Foodservice operations are known to rack up some of the highest energy costs of any sector, according to the U.S. Department of Energy. The healthcare industry follows close behind – and the combination of foodservice with healthcare, such as a hospital cafeteria, can reach staggering heights if not carefully monitored.
A recent article in Healthcare Design magazine examines how the healthcare sector can learn some valuable lessons from a foodservice energy reduction initiative at a prominent institution – Harvard University. Committed to a 30-percent reduction in greenhouse gas emissions with corresponding decreases in energy costs university-wide by 2013, Harvard officials zeroed in on its foodservice operations, Harvard University Dining Services (HUDS), as a key target for increased sustainability initiatives. Such efforts included revamped purchasing processes and the incorporation of sustainable design principles for new construction and renovation.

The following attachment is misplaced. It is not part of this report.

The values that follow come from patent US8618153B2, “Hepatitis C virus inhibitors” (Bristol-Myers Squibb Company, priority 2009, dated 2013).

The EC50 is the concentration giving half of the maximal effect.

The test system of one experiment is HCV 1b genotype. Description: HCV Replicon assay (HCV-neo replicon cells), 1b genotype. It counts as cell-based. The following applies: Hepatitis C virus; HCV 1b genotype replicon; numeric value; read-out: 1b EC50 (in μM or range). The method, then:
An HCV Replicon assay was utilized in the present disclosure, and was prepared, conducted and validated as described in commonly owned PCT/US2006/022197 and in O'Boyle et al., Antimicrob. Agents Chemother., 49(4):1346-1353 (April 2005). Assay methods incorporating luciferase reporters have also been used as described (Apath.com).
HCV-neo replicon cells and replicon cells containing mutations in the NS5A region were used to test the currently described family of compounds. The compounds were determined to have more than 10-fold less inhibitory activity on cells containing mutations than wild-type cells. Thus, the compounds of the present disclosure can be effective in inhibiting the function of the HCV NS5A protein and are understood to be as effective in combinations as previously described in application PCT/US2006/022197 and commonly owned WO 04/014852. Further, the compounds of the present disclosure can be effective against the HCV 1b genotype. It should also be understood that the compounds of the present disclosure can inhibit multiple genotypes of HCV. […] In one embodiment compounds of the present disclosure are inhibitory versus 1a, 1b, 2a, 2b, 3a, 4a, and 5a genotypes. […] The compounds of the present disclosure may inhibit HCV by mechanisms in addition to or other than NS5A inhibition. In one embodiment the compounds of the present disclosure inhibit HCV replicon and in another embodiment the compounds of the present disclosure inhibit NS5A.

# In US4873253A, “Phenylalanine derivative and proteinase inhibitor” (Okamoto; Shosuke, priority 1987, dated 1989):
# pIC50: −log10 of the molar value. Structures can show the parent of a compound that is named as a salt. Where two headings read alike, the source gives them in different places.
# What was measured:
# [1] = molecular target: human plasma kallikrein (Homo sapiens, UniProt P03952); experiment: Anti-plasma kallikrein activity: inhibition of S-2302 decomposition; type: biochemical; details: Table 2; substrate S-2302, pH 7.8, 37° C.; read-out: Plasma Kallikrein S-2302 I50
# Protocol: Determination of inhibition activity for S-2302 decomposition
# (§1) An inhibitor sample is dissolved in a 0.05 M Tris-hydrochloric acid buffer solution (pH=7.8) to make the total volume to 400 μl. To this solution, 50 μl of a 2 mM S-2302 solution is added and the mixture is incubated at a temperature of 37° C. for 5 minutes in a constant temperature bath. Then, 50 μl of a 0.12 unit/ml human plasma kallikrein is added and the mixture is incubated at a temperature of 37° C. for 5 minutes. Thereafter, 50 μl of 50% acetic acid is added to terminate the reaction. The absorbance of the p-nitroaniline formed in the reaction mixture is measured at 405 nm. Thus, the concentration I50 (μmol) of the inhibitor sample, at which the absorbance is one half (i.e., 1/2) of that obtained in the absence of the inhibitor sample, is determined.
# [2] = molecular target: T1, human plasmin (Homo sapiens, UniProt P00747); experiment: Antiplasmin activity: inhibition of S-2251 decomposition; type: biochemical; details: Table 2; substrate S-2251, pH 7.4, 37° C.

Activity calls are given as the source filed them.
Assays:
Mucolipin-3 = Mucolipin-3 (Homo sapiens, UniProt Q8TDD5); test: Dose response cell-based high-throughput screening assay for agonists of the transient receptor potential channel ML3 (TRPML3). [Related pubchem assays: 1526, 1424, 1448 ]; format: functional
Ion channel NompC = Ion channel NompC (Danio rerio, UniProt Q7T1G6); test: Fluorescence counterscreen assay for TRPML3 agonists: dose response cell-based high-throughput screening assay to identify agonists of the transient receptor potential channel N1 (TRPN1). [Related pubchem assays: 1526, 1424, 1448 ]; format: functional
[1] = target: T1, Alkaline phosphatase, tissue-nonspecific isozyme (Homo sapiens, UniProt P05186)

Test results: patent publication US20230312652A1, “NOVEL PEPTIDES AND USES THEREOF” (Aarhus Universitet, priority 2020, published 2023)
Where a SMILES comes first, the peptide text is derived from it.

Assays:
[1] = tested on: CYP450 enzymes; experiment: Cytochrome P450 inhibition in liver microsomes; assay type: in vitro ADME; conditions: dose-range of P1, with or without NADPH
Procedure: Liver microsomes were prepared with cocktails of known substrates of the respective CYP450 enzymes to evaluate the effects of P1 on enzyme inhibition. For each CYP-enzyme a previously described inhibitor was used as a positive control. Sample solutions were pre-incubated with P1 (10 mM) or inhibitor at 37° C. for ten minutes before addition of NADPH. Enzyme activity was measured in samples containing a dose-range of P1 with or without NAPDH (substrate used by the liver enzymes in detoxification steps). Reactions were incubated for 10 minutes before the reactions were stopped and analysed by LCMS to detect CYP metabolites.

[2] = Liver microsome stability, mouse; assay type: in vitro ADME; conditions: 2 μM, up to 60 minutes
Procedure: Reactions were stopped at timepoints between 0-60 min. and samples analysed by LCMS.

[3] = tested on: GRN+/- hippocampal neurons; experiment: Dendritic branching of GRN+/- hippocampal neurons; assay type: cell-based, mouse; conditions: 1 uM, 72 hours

According to the article, the process, which began with initial kitchen assessments back in the mid-1990s, has resulted in the continuous upgrade of one to two kitchens per year over the course of 10 years. The university has achieved more than $245,000 in annual utility savings alone from simple design changes through the use of new refrigeration controls, exhaust controls, dishwashing equipment and refrigeration waste heat capture in both new construction and retrofits in renovated spaces. And in 2006, the university received the nation’s first LEED Silver for Commercial Interiors certification for its Mather/Dunster House kitchen.
As the article notes, Harvard’s kitchen initiative is just one facet of the university’s green building program that now requires sustainable-minded standards to be applied to all projects over $100,000 and LEED Gold required as a minimum for new construction and major renovation.
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